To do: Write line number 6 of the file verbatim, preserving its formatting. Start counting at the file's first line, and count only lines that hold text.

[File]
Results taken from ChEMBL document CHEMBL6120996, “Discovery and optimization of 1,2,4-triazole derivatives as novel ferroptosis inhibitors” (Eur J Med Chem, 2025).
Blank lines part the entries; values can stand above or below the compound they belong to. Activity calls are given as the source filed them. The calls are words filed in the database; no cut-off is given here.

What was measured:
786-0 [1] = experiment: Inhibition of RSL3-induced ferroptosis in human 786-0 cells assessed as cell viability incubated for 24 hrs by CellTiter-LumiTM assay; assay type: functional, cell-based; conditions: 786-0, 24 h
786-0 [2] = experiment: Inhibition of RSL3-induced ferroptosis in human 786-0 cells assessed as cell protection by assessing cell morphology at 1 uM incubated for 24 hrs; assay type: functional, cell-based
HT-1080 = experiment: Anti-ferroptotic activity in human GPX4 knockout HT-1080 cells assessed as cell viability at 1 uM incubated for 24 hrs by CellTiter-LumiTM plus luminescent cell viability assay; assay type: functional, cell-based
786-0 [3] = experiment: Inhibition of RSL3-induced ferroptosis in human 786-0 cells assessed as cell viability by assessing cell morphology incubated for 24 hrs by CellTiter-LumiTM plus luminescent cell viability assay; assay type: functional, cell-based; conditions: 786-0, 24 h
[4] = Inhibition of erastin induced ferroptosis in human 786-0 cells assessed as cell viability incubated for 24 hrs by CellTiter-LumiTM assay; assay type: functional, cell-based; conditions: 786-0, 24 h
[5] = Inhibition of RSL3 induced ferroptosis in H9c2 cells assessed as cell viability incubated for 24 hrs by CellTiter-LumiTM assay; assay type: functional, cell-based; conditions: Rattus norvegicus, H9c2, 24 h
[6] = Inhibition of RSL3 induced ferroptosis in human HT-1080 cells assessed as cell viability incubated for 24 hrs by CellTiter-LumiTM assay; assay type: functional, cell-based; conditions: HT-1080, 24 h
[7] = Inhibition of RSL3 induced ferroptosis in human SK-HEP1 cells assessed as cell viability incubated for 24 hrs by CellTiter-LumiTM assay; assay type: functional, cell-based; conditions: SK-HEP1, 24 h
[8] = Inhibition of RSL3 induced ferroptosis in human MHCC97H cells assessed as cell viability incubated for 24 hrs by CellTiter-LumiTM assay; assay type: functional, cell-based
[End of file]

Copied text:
HT-1080 = experiment: Anti-ferroptotic activity in human GPX4 knockout HT-1080 cells assessed as cell viability at 1 uM incubated for 24 hrs by CellTiter-LumiTM plus luminescent cell viability assay; assay type: functional, cell-based